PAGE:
Do you Need Anything in a Nesting Box?

The majority of people that own chickens get chickens so that they can have fresh, wholesome eggs  That’s a wonderful reason to have chickens  However, for many new chicken owners, the whole idea of your chicken laying eggs can bring up a bunch of new questions  One of the most common questions that I get from new chicken owners has to do with the nesting box and whether or not you need anything in it  Let’s talk about the purpose of the nesting box and whether you need anything in it or not

The purpose of the nesting box

Hens are

Boredom Busters for Chickens

You’ve probably heard the phrase ‘busy as a bee’  I think that ‘busy as a chicken’ should be just as relevant  Chickens are extremely busy and constantly going  Well, when they aren’t cooped up that is  Naturally, chickens would spend the majority of their time walking around scratching the ground searching for insects, seeds and bits of grass to eat  They would get up before daylight and spend the entire day doing this, only retiring right at dark

In an ideal world, you’d be able to let your chickens out everyday and they could spend their days out and about 

Hen to Rooster Ratio

You’ve decided that you want to raise backyard chickens  Now, the question of what you need to get comes up  Many people are quick to choose a breed, but often overlook a very important question- “How many hens and roosters do I need?”  You may be surprised to know that you don’t need a rooster at all if you’re just looking to have fresh eggs  Hens will produce eggs even when a rooster isn’t around!

But, if you’re set on having a rooster and you dream of a backyard farm, baby chicks, and being woken up by the crow of

Tips for Reducing Flies in the Coop

Flies are a constant nuisance, especially in backyards where you have livestock  Chickens don’t attract a huge amount of flies when compared to larger livestock like cattle or pigs, but they will still attract flies  Thankfully, there are a few simple ways to keep the annoying flies at bay

One of the first steps to reducing flies is to keep the coop and run clean  Flies are scavengers and feed on feces, decaying things and anything gross  If you keep the coop cleaned out, you’ll reduce the feed supply for flies around the coop  Remove poop daily  Poop in the

The Perfect Dust Bath

Have you noticed your chickens laying around in a dusty spot, kicking dust all over themselves? Chickens love to roll around in the dirt and dust  It may sounds backwards to ‘bathe’ in dust, but chickens have good reason for rolling around in the dirt  When chickens cover themselves in dust, they are doing so in order to take care of their feathers and skin  Chickens can easily become infested with external parasites like mites, fleas, ticks and other insects

Most of these insects prefer to hop onto patches of clean skin that they can easily gnaw through to get

A Beginner’s Guide to Canning

One of the best parts about homesteading is the garden-fresh produce that you’ll grow  Have you ever heard someone say “nothing tastes better than a home-grown tomato”?  That couldn’t be more true  Produce that you’ve grown yourself always tastes better than what you can buy in the grocery store or even at a local farmer’s market

But what do you do when your garden grows a little too much?  We have a saying in our family about the fact that your garden can never produce too much  When you find your refrigerator overflowing with fresh vegetables from your garden, it’s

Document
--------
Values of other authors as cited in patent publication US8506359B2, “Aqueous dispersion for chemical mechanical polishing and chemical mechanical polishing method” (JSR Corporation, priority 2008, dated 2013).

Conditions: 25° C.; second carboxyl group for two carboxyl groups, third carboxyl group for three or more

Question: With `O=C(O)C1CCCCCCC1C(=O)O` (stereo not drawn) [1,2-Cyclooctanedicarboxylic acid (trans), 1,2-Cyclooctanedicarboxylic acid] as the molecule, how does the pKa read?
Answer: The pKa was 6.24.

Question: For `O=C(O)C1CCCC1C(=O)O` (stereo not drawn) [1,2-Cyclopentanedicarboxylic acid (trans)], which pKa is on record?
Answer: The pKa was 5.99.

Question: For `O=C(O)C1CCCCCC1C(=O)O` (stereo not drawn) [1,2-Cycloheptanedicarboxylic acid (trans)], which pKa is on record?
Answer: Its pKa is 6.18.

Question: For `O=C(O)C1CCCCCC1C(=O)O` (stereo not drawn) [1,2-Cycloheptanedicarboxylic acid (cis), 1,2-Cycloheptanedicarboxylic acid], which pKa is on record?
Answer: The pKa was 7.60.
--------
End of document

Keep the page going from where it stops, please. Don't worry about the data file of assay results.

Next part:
Planting Fodder for Chickens

Chickens are omnivores, which means that they eat both plants and animals  Well, mainly insects rather than animals  Although chickens have a need for protein sourced from animal tissue, they also need plants to eat

 

If your chickens are able to get out of the coop and forage, then they’ll have access to grass, seeds and other plants  But what if your chickens can’t leave the coop?

 

Fodder is a cheap and easy way to get your flock the plants that they need to stay healthy  Growing fodder is simple and requires minimal time, work and equipment

Ways Chickens Benefit a Garden

Are you raising chickens and trying to grow a garden?  Don’t get hung up on trying to keep your garden and chickens separate  Instead, try to think about how you can make them work together  Chickens can be extremely beneficial for your garden  In fact, before chicken coops were a thing, many homesteading families relied on their chickens to help in the garden

 

Benefits of Chickens in the Garden

  1. Chicken Manure  Did you know that many farmers spend a lot of money each year to put chicken poop on their fields?  Chicken litter, or chicken manure, is a wonderful fertilizer

What Type of Floor Do You Want in the Run?

As a long time chicken owner, I’ve had many different coops over the years  In fact, when I think about it, there are seven different coops that I have housed chickens in  I’ve experimented with all different coop designs, changing up the layout, structure and interior of the coop to see what works the best  This includes the flooring that is in the run of the coop

The run of the coop is the portion of the coop setup that is outside  It’s usually a fenced off area attached to or underneath the coop itself  The

Planting Herbs for Chickens to Eat

Chickens are omnivores, which means that they need to eat both plants and animals, usually in the form of insects  Eating both plants and insects is critical for healthy chickens  But did you know that herbs are also beneficial for chickens? 

Over the years, herbs have become increasingly popular as home remedies for both humans and animals, including chickens  Using herbs to raise healthy chickens isn’t just a fad either; there is a ton of research showing the health benefits of feeding herbs to your chickens  You can use herbs to replace antibiotics, prevent disease, treat